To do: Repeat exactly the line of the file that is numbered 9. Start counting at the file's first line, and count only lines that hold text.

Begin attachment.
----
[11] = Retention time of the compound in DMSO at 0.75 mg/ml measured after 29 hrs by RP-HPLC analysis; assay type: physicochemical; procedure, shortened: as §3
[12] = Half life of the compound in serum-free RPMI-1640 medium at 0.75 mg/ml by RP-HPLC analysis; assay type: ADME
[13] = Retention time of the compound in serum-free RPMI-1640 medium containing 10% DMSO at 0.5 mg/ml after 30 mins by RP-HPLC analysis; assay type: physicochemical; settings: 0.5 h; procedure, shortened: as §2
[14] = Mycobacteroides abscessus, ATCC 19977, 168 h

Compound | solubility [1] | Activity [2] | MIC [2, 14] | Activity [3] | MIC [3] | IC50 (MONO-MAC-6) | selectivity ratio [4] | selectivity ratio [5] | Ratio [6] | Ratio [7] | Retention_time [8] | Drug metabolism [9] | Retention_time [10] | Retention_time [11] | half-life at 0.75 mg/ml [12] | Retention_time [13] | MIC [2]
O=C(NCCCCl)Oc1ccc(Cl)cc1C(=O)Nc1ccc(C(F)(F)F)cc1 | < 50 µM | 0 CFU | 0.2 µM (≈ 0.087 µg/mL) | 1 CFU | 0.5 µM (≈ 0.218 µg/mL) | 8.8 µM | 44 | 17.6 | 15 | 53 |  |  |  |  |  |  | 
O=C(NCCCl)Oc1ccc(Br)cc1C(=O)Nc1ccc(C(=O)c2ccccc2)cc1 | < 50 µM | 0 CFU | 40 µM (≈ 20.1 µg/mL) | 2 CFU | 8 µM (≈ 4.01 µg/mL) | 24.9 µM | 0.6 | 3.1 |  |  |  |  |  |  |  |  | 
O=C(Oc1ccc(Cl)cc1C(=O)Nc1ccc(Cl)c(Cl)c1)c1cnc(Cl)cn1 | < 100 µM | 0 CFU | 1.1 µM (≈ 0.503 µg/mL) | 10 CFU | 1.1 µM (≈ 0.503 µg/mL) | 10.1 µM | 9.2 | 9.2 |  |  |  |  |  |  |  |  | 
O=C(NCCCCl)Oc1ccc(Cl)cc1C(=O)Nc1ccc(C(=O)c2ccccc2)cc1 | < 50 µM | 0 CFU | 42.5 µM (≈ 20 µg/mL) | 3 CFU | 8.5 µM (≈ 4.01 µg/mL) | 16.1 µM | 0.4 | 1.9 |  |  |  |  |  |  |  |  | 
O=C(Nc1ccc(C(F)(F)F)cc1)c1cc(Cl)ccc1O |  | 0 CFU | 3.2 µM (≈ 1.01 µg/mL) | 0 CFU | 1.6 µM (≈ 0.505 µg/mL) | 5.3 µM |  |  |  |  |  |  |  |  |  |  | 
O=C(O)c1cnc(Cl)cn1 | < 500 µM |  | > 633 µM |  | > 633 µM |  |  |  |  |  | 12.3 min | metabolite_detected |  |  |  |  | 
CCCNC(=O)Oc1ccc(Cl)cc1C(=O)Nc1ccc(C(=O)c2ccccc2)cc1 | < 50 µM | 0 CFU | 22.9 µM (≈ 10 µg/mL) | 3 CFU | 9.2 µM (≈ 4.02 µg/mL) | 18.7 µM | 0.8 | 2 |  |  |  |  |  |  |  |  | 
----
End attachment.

O=C(NCCCCl)Oc1ccc(Cl)cc1C(=O)Nc1ccc(C(=O)c2ccccc2)cc1 | < 50 µM | 0 CFU | 42.5 µM (≈ 20 µg/mL) | 3 CFU | 8.5 µM (≈ 4.01 µg/mL) | 16.1 µM | 0.4 | 1.9 |  |  |  |  |  |  |  |  | 